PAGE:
Thursday 31 January 2013

Early Rhubarb

Last Saturday the rhubarb was under 6 ins snow. Now the sun is shining and it's relatively warm (10 deg C) and the rhubarb is sprouting beautifully. I really don't see the point in forcing rhubarb when it comes up quite deliciously without any attention (except a bit of compost from our huge heaps). Maybe some rhubarb and custard at the weekend!

Rhubarb sprouting colourfully after the snow.

Wednesday 30 January 2013

Birdwatch 2013

Did the annual RSPB Birdwatch on Sunday between 1.30 and 2.30 in the afternoon. The idea is to count the maximum number of any bird species seen in the garden at any time. So although I saw a male blackbird then later on a female, because they were on their own each time that counts as one.

Counts as follows:

Blackbird        1
Sparrow          1
Woodpigeon   3  (sitting in the walnut tree)
Pheasant         2
Robin              1
Great-tit          2
Dunnock         2

Not much different from last year really:

I have no idea how the RSPB use these results to assess which bird species are booming or failing. Wonderful thing stats. Anyway we'll be looking out for the national and Leicestershire results soon.

Sunday 27 January 2013

End of the snow?

For the first time for over 2 weeks I've woken up and the garden is not covered in snow. The grass is green and the snowdrops are just beginning to push up through. There's not a lot of colour - a few primroses and helibores - but lots of daffodil and other bulb leaves showing and buds are swelling on the shrubs and trees. There are catkins on the hazel tree.

When the weather started to get really cold I spread sacking over the rhubarb plants and yesterday still with 3 ins snow on the ground I uncovered them. Today the red stems and yellow/green leaves are looking perky and bright in the sunshine.

Saturday 19 January 2013

More snowy garden pictures

Heavy snow yesterday on top of the frosty cold days before have transformed our garden into a mono-chrome wonderland:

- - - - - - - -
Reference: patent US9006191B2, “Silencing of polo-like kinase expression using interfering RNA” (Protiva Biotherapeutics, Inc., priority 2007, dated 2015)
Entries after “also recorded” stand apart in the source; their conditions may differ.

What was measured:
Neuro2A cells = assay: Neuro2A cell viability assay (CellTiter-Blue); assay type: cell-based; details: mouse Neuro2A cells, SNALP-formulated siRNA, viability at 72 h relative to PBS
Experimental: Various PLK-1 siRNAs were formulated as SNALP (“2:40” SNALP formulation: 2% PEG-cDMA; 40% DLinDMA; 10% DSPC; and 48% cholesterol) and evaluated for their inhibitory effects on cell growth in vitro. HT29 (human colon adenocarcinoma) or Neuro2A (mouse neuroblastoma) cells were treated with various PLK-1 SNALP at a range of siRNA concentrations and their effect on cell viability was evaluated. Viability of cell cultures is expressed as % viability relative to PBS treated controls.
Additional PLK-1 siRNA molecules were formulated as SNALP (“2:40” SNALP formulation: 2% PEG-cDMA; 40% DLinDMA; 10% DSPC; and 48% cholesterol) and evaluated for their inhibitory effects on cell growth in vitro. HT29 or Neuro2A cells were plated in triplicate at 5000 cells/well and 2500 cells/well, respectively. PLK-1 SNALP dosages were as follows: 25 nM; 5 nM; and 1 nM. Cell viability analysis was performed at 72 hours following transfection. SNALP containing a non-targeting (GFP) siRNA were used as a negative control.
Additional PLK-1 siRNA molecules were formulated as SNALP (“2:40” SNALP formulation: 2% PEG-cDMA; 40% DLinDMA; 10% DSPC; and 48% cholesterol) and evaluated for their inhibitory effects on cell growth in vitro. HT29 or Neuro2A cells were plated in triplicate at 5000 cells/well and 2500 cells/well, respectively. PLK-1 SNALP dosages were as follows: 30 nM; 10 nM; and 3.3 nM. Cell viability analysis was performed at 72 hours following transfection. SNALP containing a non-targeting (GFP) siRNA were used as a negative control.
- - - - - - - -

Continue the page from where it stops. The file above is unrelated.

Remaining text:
Snow on the contorted hazel creates dramatic shapes.

View through the "Mediterranean Garden" which in summer is blue with lavender.

The temperature has been hovering around zero - just right for producing dramatic icicles on our conservatory roof

Snow-capped teasels and a view over the field to The School House.


Wednesday 16 January 2013

Winter freeze

Looking out from our warm kitchen at our snow and frost-covered garden! It was -7 deg C last night and hasn't climbed above zero today despite a bit of hazy sun. Look at the poor birds huddled in the redwood tree.

Our snow-covered garden

Tuesday 8 January 2013


Four grey squirrels have been treating us to a fine display of acrobatics and fun. I know they are supposed to be pests but they are very entertaining. They chase each other around the bird-table, the rose frame, summer house roof and the dead redwood. They sit on the stubby, broken branches in typical squirrel pose, tail erect and curled up over their backs. Last year there were 3 babies - 2 quite big and the other smaller with a thin tail. Looks like the family are doing well!

Saturday 5 January 2013

Wet Wet Wet!

It's official - 2012 was the wettest year for England since records began.
See the story & stats from Mark Kinver at the BBC
This is extra amazing since we were in drought mode until April. In March I walked the field that surrounds our garden and the stream that usually runs through it was absolutely dry, as were the various springs. Now this is how it looks:
Billy's field in late December

Water flowing from the draining pipe into the fern garden

The previous owners of Froggarts Cottage built a system of "French drains" in the orchard and vegetable garden and channeled the water through a pipe into a series of water features - the fern garden, then through a pebble fountain and stream at the top of the rockery and over a slate waterfall into the pond. From there the overflow goes into a soak-away and drains.But there's so much water now the system is overflowing and the plants in the fern garden and the lawn are waterlogged. As an emergency measure we have diverted the water straight from the drainage pipe along a length of guttering straight to the pond. The result is continual sound of pouring water - but the lawn and fern garden are a bit more healthy.
Water pouring into the pond from the guttering
The last few days have been sunny and warm and we're promised a good dry weekend so I'm looking forward to getting out there and getting rid of wet leaves lying on the garden and trimming back some of the more unruly bushes.